The way, the virtue, the book

I spent some time contemplating the Tao Te Ching over the weekend, especially the first chapter. The book is short; it can be read in a couple of hours (or less), yet it can also be pondered over a lifetime. “Tao” (or “Dao”) means “the way.” Jesus’s statement, “I am the way, the truth, and the life,” may merit reconsideration after reading the Tao Te Ching. It may be more profound than initially understood from the western viewpoint.

The control of one’s passions is one central theme of the Tao Te Ching: “He who does not have desires sees [the Tao’s] mystery. He who always possesses desires only sees it superficially.” Similar themes are found in Buddhism, Hinduism, and other religions, including the Mormon temple rites. A Mormon interpretation of the previous lines could be:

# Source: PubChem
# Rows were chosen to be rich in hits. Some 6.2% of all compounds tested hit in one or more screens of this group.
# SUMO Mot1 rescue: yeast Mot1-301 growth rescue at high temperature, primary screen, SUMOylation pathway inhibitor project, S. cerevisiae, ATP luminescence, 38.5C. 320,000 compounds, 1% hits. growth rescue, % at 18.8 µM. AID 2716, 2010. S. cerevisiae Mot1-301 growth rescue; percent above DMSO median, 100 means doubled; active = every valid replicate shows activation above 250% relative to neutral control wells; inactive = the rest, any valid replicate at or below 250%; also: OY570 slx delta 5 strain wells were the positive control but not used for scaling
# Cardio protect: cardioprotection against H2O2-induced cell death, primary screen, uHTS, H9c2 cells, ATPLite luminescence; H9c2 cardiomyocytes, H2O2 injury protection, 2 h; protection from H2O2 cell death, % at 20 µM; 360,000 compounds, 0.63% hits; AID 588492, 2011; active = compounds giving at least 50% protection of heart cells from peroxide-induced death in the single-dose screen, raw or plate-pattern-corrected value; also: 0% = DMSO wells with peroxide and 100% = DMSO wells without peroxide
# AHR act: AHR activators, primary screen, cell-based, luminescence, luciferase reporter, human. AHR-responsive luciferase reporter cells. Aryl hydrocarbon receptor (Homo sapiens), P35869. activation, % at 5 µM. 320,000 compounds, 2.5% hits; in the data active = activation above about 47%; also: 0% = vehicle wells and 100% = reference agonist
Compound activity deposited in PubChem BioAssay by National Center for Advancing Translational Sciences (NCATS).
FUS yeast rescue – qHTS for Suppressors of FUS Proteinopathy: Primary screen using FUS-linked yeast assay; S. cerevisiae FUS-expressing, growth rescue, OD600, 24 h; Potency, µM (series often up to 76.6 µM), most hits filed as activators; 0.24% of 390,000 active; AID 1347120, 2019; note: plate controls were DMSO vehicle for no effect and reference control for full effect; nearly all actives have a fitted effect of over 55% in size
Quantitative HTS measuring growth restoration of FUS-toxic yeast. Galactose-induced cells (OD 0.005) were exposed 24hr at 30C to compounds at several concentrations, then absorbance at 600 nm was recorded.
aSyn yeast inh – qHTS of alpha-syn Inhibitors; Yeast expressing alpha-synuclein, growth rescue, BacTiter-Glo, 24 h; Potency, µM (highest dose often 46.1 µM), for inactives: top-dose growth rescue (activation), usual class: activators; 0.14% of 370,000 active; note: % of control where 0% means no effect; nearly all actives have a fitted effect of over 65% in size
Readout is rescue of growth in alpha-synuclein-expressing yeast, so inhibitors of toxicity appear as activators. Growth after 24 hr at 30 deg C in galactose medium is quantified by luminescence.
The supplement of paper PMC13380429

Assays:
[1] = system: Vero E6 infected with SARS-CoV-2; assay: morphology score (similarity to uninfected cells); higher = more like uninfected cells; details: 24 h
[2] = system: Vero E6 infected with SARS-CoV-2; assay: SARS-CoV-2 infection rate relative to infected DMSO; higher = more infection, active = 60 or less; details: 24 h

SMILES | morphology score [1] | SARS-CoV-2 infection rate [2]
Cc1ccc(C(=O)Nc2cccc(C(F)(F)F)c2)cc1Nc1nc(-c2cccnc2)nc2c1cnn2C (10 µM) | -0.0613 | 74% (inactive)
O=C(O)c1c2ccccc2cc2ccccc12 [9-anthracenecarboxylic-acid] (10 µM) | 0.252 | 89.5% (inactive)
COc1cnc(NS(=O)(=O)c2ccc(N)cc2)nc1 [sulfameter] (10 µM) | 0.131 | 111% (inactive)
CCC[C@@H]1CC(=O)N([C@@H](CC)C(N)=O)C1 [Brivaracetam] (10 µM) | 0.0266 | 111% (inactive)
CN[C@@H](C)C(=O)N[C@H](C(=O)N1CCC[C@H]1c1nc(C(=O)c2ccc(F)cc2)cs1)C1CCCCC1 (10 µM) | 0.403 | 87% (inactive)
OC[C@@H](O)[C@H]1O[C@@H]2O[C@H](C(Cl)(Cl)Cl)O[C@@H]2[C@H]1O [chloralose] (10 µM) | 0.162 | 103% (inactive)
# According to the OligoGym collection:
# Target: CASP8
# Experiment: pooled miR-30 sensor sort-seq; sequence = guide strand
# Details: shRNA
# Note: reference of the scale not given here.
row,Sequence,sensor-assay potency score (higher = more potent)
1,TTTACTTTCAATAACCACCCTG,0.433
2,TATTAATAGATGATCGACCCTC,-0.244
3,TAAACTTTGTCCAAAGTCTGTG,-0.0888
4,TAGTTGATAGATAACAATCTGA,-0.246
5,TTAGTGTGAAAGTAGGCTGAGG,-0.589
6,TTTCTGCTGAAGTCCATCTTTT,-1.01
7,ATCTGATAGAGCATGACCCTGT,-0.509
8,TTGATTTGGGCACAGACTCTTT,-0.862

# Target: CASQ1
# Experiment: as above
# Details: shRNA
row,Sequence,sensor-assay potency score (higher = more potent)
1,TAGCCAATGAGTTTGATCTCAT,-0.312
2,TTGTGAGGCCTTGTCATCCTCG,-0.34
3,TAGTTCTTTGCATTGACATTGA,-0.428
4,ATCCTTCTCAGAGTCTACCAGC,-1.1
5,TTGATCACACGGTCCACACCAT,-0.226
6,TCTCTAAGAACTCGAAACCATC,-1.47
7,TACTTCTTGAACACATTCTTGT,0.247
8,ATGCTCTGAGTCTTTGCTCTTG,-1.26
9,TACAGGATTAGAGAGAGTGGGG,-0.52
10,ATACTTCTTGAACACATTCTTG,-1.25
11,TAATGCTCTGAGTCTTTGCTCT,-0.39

He who has bound his passions can fully contemplate the mysteries of godliness.

He who is bound by his passions cannot receive more than the lesser portion.

Another concept from the Tao Te Ching that ought to fit nicely into Mormonism: “The reason that Heaven and Earth can be eternal and enduring is because they do not live for themselves; therefore they can live forever.” Consider the saying of Jesus: “But he that is greatest among you shall be your servant.” Laozi had previously written in the Tao Te Ching: “The sage puts himself behind others, yet finds himself in front.”

We have something familiar here, yet with the potential to change the way we look at what we already have.

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